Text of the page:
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Family gather for Eileen’s 90th birthday

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90TH BIRTHDAY: Eileen Flynn from Lisheenbawn, Farranfore celebrated her 90th birthday last week.

 

By Michelle Crean

It was a very special birthday for Eileen Flynn at her home last week as family members gathered to celebrate her 90th year.

Due to the current restrictions Eileen wasn't able to go out for a meal or have a party with her neighbours and friends for the momentous occasion on Friday, August 30 - but family called to her home in Lisheenbawn, Farranfore where they made a fuss of her.

She was joined by her two sons John and Jerry, her four daughters Philomena, Eileen, Martina and Ann as well as their spouses and partners. Eight of of 13 grandchildren were able to join them as well as two of her great-grandchildren. Her daughter Noreen, who lives in The Bronx in New York, joined them via a WhatsApp video call.

"She enjoyed it," her daughter Ann, who travelled down from Westmeath with her husband Keith and two sons Dean and Cody, told the Killarney Advertiser.

"We had a gathering to mark it. We couldn't invite the neighbours which was sad. She was able to see Noreen on the phone and Noreen sang her 'Happy Birthday'.

Eileen was born and reared in Lixnaw and moved to Lisheenbawn after she married Joe. Sadly Joe passed away over 10 years ago.

Ann said that she was delighted with the low key affair and loved the many presents, one which was a chain with a family tree.

Ann described Eileen, who loves music from Big Tom and dancing, as loving and caring, a person you could go to with anything.

"She's calm and never panics. She'll always give you the best advice and you can ring her anytime."

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The tax you’re really paying for your health

By Brian Foley from Activate Fitness With the budget just squared away, there’s always an air of “how did I do out of it?” In Ireland, we enjoy a public healthcare system which is touted to become a universal healthcare system. Maybe “enjoy” is the wrong word. We have it, and we use it, and, […]

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By Brian Foley from Activate Fitness

With the budget just squared away, there’s always an air of “how did I do out of it?”

In Ireland, we enjoy a public healthcare system which is touted to become a universal healthcare system. Maybe “enjoy” is the wrong word.

We have it, and we use it, and, of course we pay for it. We justify the constant ratcheting-up of our tax burden to pay for rising health-care costs. That tax is on our wallets.

We also pay another type of tax: When we’re unhealthy, we don’t get to do the things we like. When we’re overweight, we don’t always say “YES!” when our kids ask to go to the swimming pool.
When we’re unfit, we don’t take our buddy’s invitation for a weekend hiking and camping trip. We can’t start jogging because our knees hurt; can’t lift weights because our back hurts; can’t cut down calories because we feel we need the energy.

Those things are taxes. Physical taxes, but they’re not the worst taxes we pay.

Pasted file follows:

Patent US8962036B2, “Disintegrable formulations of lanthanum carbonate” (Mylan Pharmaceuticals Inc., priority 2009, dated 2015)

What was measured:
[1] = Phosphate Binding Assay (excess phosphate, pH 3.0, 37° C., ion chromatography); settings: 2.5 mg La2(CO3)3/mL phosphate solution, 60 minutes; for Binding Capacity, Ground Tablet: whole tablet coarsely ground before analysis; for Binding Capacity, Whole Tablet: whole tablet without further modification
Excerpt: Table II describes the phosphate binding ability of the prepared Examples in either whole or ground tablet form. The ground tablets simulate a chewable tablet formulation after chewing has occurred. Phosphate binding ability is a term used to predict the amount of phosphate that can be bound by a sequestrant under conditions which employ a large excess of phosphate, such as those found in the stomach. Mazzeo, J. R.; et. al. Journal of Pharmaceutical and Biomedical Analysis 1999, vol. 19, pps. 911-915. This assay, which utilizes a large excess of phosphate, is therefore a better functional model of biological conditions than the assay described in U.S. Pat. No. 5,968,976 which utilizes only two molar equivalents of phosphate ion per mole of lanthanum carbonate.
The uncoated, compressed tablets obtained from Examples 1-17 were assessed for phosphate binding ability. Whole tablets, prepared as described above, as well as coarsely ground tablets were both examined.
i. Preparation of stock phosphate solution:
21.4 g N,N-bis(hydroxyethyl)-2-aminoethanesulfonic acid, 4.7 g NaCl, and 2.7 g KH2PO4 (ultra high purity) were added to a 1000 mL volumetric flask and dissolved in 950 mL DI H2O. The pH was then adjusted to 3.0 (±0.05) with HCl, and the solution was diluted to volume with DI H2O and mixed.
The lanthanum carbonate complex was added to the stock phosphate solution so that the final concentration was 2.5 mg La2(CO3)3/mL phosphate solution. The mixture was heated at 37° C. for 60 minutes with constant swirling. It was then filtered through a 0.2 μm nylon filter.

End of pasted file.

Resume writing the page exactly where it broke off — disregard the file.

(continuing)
The worst tax we pay is the mental tax.

When we’re self-conscious about our fitness or health, we don’t want to start exercising. We don’t want to look dumb or fail.

We don’t want to start a new lifestyle because our families will say “good for you”, because they know we need it, or they’ll say “you don’t need that …” and lie. Or they’ll roll their eyes because they know we’ve failed before.

When we’ve been away from the gym for four months, we don’t want to do that first workout because we’re going to be last. It’s going to suck and we might get embarrassed.

SELF IMPOSED TAX

The Government makes us pay financial tax, but the other two – physical and mental – are self-imposed.

No one cares if you’re slow.

No one cares if you finish last.

No one cares if you blow your nutrition this week and have to start all over again.

You’d stop caring about what others thought about you if you realised how rarely they actually do.

Everyone thinks about themselves, mostly. That’s the tax they’re paying – and most of us overpay.

We’re taxed enough. Stop worrying about what you look like and start caring about what makes you feel good.

If you’d like to start taking steps in the right direction with your health and fitness, call in for a free consultation with us at Activate. Visit www.activate.ie/free-intro for more information.

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Tractor run raises €500 for charity

By Sean Moriarty Members of Killarney Valley Vintage and Classic Club raised €500 for the Kerry Mental Health Association during their first tractor run since April 2019. 30 tractors took part on Sunday including two rare Ford 3000s from 1974 and an even rarer Zetor Crystal from 1980. Departing from the club’s new ‘Vintage Shed’ […]

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By Sean Moriarty

Members of Killarney Valley Vintage and Classic Club raised €500 for the Kerry Mental Health Association during their first tractor run since April 2019.

30 tractors took part on Sunday including two rare Ford 3000s from 1974 and an even rarer Zetor Crystal from 1980.

Departing from the club’s new ‘Vintage Shed’ on Lewis Road, the convoy travelled to the communications mast near Coolick in Kilcummin, where participants enjoyed views of the wider Castleisland district and Killarney Valley.

“Some of the drivers were never up there before and they were amazed with the views across the two valleys,” organiser Tom Leslie told the Killarney Advertiser.

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